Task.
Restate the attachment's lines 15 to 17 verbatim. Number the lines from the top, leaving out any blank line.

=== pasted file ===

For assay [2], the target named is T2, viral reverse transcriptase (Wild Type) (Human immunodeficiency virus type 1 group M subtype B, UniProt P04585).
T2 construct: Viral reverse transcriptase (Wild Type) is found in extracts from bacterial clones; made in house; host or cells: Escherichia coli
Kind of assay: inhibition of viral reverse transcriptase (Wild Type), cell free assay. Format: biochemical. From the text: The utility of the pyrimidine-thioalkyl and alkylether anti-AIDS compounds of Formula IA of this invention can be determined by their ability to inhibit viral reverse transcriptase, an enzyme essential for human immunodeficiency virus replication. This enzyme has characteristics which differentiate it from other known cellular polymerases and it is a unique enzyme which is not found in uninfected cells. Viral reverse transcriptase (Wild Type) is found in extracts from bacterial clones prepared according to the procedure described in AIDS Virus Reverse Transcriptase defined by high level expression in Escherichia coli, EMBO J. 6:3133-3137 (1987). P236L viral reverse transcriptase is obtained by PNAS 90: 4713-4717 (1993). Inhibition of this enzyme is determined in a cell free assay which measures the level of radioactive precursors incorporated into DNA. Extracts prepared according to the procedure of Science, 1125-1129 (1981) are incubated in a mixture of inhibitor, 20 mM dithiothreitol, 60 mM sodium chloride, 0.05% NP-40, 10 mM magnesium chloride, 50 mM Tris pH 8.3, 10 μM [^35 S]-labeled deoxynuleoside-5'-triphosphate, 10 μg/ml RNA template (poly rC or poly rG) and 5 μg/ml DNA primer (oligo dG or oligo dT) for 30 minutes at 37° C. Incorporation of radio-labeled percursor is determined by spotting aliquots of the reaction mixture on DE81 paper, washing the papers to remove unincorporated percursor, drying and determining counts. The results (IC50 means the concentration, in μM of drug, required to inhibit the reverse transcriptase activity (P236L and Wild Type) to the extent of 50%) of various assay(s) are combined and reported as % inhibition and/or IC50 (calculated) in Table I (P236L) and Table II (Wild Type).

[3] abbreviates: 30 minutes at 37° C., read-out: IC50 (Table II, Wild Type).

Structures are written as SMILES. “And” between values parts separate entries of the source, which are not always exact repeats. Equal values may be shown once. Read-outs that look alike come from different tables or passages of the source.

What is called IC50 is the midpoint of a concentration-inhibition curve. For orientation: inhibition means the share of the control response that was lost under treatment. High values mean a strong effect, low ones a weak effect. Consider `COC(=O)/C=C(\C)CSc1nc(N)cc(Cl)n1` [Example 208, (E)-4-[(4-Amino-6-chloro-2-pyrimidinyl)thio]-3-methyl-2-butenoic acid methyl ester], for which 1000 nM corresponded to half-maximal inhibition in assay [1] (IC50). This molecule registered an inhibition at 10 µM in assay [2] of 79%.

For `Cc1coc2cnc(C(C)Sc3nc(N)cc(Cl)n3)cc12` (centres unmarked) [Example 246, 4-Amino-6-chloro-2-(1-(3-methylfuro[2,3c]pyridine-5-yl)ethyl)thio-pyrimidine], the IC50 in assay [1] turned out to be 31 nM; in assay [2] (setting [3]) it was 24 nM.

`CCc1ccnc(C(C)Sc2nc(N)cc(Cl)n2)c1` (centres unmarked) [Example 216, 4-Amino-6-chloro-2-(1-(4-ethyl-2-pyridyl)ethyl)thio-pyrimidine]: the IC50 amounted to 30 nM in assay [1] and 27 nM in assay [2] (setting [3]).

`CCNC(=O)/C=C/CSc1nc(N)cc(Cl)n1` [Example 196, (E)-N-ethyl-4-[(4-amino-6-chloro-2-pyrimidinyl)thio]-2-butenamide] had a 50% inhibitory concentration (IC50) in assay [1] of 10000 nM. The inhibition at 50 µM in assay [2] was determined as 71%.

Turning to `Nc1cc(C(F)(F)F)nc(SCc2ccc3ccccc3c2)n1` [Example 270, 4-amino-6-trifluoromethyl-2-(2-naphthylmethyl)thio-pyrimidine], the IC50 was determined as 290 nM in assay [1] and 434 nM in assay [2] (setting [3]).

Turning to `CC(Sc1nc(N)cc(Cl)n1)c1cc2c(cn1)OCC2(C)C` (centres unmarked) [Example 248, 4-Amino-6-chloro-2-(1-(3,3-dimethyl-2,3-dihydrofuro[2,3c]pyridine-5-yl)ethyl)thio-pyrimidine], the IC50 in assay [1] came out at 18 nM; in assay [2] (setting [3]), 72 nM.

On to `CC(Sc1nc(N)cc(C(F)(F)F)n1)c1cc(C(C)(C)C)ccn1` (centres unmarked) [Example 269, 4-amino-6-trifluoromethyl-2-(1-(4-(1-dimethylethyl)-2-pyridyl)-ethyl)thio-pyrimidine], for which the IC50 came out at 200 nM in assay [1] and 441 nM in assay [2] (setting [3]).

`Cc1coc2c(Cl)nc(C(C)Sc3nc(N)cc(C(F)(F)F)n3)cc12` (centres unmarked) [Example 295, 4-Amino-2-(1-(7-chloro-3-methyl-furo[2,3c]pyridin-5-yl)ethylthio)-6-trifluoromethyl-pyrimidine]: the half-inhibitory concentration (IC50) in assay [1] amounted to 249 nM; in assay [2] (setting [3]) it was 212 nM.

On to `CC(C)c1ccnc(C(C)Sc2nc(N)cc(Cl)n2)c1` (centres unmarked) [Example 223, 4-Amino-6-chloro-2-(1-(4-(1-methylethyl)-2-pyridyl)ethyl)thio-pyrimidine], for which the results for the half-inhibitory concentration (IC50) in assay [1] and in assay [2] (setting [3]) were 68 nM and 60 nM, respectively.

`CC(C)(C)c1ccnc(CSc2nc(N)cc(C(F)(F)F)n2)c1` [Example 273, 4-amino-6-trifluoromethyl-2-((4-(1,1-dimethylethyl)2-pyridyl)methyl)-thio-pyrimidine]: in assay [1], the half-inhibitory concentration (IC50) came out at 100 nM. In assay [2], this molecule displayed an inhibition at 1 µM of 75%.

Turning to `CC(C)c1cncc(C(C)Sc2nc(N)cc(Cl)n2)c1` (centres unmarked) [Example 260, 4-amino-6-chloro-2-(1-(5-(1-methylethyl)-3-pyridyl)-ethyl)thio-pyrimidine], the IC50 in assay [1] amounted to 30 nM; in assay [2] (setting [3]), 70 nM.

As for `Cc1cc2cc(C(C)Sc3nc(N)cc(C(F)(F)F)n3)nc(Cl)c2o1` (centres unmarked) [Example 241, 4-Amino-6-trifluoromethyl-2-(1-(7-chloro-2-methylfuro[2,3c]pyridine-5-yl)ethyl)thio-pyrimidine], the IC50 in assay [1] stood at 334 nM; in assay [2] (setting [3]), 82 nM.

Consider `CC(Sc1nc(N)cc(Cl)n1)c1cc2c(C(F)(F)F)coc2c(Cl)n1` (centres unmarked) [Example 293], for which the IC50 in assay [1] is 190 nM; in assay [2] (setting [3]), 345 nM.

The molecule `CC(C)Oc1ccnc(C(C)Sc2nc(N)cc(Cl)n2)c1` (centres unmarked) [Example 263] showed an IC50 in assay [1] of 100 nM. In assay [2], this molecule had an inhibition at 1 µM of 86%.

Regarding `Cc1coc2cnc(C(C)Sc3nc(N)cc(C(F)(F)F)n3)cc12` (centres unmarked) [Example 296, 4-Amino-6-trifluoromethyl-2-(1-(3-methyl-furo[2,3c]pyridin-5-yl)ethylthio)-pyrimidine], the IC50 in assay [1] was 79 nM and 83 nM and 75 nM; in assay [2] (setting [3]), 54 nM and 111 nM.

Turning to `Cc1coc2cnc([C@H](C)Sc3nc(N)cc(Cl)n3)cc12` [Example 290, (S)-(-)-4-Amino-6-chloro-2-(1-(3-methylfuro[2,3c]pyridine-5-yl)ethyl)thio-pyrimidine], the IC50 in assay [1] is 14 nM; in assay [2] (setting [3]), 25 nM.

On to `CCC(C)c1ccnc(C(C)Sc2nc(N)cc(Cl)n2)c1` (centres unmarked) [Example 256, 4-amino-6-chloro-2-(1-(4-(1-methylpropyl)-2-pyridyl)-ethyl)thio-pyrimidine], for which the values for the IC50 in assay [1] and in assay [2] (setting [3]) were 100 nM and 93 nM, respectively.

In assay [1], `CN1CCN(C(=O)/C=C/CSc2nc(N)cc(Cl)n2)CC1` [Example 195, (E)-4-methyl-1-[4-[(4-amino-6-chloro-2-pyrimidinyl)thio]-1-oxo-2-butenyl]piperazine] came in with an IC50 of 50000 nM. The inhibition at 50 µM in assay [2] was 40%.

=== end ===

`CC(C)(C)c1ccnc(CSc2nc(N)cc(C(F)(F)F)n2)c1` [Example 273, 4-amino-6-trifluoromethyl-2-((4-(1,1-dimethylethyl)2-pyridyl)methyl)-thio-pyrimidine]: in assay [1], the half-inhibitory concentration (IC50) came out at 100 nM. In assay [2], this molecule displayed an inhibition at 1 µM of 75%.

Turning to `CC(C)c1cncc(C(C)Sc2nc(N)cc(Cl)n2)c1` (centres unmarked) [Example 260, 4-amino-6-chloro-2-(1-(5-(1-methylethyl)-3-pyridyl)-ethyl)thio-pyrimidine], the IC50 in assay [1] amounted to 30 nM; in assay [2] (setting [3]), 70 nM.

As for `Cc1cc2cc(C(C)Sc3nc(N)cc(C(F)(F)F)n3)nc(Cl)c2o1` (centres unmarked) [Example 241, 4-Amino-6-trifluoromethyl-2-(1-(7-chloro-2-methylfuro[2,3c]pyridine-5-yl)ethyl)thio-pyrimidine], the IC50 in assay [1] stood at 334 nM; in assay [2] (setting [3]), 82 nM.